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FACTS: Bladimir Cubacub (Bladimir) was employed as maintenance man by

petitioner company Ocean Builders Construction Corp. at its office in Caloocan City.
Bladimir was afflicted with chicken pox. Thus, he was advised by petitioner Dennis
Hao (Hao), the company’s general manager, to rest for three days which he did at
the company’s “barracks” where he lives free of charge.

Three days later, Bladimir went about his usual chores of manning the gate of the
company premises and even cleaned the company vehicles. Later in the afternoon,
Hao gave Bladimir P1,000.00 and ordered Silangga, a co-worker, to bring Bladimir
to the nearest hospital.

Bladimir was brought to the Caybiga Community Hospital (Caybiga Hospital), a


primary-care hospital around one kilometer away from the office of the company.
He was then confined and was not permitted to leave the hospital. He was then
transferred to the Quezon City General Hospital (QCGH) by his parents where he
was placed in the intensive care unit and died the following day.

The death certificate issued by the QCGH recorded Bladimir’s immediate cause of
death as cardio-respiratory arrest and the antecedent cause as pneumonia. On the
other hand, the death certificate issued by Dr. Frias recorded the causes of death as
cardiac arrest, multiple organ system failure, septicemia and chicken pox.

Bladimir’s parents filed before the RTC complaint for damages against petitioners,
alleging that Hao was guilty of negligence which resulted in the deterioration of
Bladimir’s condition leading to his death. The court dismissed the complaint and
ruled that Hao was not negligent.

On appeal, the CA reversed the decision of the lower court and ruled that Hao’s
failure to bring Bladimir to a better-equipped hospital constituted a violation of
Article 161 of the Labor Code. Thus, making them liable for damages.

ISSUE: Did Hao exercise the diligence more than what the law requires, hence, not
liable for damages?

HELD: To successfully prosecute an action anchored on torts, three elements must


be present, viz: (1) duty (2) breach (3) injury and proximate causation. The assailed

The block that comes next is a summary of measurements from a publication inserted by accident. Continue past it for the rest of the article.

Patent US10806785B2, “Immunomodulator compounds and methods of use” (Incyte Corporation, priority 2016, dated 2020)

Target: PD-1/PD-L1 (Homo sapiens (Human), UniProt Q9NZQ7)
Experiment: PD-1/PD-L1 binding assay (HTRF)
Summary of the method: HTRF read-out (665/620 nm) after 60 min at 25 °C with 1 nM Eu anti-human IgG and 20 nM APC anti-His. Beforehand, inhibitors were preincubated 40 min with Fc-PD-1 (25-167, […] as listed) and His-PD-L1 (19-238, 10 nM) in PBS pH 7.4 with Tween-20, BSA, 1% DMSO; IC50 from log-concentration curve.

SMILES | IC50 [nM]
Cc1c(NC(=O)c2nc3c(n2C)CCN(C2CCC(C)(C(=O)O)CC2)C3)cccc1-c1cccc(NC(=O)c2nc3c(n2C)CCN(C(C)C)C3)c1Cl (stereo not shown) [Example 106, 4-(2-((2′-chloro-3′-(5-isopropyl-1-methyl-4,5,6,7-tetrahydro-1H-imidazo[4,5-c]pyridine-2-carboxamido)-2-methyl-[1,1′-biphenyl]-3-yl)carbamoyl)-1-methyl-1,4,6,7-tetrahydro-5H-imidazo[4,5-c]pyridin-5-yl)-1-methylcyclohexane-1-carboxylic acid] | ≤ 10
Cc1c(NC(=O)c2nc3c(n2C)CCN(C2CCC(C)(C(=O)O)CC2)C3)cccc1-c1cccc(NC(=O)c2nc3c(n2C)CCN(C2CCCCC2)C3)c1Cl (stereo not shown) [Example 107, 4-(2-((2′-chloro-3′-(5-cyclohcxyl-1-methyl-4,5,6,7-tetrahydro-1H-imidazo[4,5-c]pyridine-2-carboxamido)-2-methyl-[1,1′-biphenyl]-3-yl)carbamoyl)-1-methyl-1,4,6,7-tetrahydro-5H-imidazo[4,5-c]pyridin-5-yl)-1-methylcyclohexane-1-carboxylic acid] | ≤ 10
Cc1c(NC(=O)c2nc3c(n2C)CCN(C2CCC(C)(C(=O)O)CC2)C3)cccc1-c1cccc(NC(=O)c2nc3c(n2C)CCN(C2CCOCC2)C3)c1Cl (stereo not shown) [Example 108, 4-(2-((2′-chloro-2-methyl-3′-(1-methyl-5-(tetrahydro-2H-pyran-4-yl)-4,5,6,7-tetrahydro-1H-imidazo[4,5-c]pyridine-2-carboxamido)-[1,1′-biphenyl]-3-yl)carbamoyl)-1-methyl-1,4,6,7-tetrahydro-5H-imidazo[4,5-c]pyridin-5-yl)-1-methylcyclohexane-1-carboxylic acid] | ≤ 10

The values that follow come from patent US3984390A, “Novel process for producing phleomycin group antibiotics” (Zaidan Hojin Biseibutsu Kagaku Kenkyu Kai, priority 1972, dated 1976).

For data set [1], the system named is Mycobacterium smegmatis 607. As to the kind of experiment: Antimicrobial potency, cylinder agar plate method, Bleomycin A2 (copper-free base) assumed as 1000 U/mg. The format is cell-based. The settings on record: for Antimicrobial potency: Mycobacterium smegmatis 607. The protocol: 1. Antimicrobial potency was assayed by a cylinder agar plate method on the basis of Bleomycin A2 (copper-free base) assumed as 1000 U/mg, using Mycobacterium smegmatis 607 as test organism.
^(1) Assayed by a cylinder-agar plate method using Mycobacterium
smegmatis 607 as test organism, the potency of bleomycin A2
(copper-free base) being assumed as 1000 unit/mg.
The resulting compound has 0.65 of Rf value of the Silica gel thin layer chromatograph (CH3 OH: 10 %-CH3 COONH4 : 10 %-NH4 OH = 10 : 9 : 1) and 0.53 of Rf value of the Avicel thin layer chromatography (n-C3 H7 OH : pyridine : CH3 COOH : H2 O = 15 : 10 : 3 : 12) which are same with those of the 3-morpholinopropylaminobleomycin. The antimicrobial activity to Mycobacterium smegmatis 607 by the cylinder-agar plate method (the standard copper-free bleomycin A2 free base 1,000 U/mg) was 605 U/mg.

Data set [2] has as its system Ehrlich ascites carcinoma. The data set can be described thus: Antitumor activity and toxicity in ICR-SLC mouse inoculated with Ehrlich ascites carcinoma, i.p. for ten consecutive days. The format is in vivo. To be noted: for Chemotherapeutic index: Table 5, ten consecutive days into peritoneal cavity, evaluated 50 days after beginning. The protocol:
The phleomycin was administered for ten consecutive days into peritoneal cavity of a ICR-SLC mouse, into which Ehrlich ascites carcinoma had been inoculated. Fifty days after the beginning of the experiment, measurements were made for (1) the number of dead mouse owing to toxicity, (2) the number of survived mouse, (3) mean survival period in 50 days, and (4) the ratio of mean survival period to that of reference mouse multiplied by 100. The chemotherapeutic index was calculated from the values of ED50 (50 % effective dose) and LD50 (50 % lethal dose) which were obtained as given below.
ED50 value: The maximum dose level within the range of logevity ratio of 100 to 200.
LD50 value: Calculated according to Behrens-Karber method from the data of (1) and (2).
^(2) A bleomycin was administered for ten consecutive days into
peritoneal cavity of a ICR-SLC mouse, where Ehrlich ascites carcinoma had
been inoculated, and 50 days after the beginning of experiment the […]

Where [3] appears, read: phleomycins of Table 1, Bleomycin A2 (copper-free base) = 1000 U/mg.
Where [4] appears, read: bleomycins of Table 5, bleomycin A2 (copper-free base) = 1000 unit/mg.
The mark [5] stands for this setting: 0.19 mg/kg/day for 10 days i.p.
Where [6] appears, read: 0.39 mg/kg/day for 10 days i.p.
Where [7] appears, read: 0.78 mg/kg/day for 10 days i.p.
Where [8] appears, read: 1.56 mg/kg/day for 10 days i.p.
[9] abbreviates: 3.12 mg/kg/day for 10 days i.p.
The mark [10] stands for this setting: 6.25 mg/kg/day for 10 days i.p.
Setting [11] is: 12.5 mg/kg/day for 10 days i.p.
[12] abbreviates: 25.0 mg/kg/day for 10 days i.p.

decision of the appellate court held that it was the duty of petitioners to provide
adequate medical assistance to the employees under Art. 161 of the Labor Code,
failing which a breach is committed.

The Implementing Rules of the Code do not enlighten what the phrase “adequate
and immediate” medical attendance means in relation to an “emergency.” It would
thus appear that the determination of what it means is left to the employer, except
when a full-time registered nurse or physician are available on-site as required, also
under the Labor Code.
The Court determined that the actions taken by petitioners when Bladimir became
ill, to take a 3-day rest and to later have him brought to the nearest hospital,
amounted to the “necessary assistance” to ensure “adequate and immediate medical
attendance” to Bladimir as required under Art. 161 of the Labor Code, to provide to
a sick employee in an emergency.

Chicken pox is self-limiting. Hao does not appear to have a medical background. He
may not be thus expected to have known that Bladimir needed to be brought to a
hospital with better facilities than the Caybiga Hospital, contrary to appellate court’s
ruling.

Moreover, the alleged negligence of Hao cannot be considered as the proximate


cause of the death of Bladimir. Proximate cause is that which, in natural and
continuous sequence, unbroken by an efficient intervening cause, produces injury,
and without which, the result would not have occurred. An injury or damage is
proximately caused by an act or failure to act, whenever it appears from the
evidence in the case that the act or omission played a substantial part in bringing
about or actually causing the injury or damage, and that the injury or damage was
either a direct result or a reasonably probable consequence of the act or omission.
Thus, the petitioners are not guilty of negligence.